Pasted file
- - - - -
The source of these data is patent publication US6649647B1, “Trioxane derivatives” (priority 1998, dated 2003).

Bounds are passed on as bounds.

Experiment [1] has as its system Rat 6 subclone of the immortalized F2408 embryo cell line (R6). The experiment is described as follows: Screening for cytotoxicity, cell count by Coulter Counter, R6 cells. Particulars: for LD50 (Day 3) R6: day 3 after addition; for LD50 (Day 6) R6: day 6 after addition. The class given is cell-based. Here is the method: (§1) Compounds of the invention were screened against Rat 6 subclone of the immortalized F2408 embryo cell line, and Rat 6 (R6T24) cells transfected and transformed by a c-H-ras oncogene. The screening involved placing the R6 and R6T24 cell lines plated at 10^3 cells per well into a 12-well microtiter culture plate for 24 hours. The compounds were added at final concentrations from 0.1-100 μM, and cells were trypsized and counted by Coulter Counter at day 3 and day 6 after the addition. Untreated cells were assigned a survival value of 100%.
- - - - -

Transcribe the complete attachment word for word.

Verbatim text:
The source of these data is patent publication US6649647B1, “Trioxane derivatives” (priority 1998, dated 2003).

Bounds are passed on as bounds.

Experiment [1] has as its system Rat 6 subclone of the immortalized F2408 embryo cell line (R6). The experiment is described as follows: Screening for cytotoxicity, cell count by Coulter Counter, R6 cells. Particulars: for LD50 (Day 3) R6: day 3 after addition; for LD50 (Day 6) R6: day 6 after addition. The class given is cell-based. Here is the method: (§1) Compounds of the invention were screened against Rat 6 subclone of the immortalized F2408 embryo cell line, and Rat 6 (R6T24) cells transfected and transformed by a c-H-ras oncogene. The screening involved placing the R6 and R6T24 cell lines plated at 10^3 cells per well into a 12-well microtiter culture plate for 24 hours. The compounds were added at final concentrations from 0.1-100 μM, and cells were trypsized and counted by Coulter Counter at day 3 and day 6 after the addition. Untreated cells were assigned a survival value of 100%.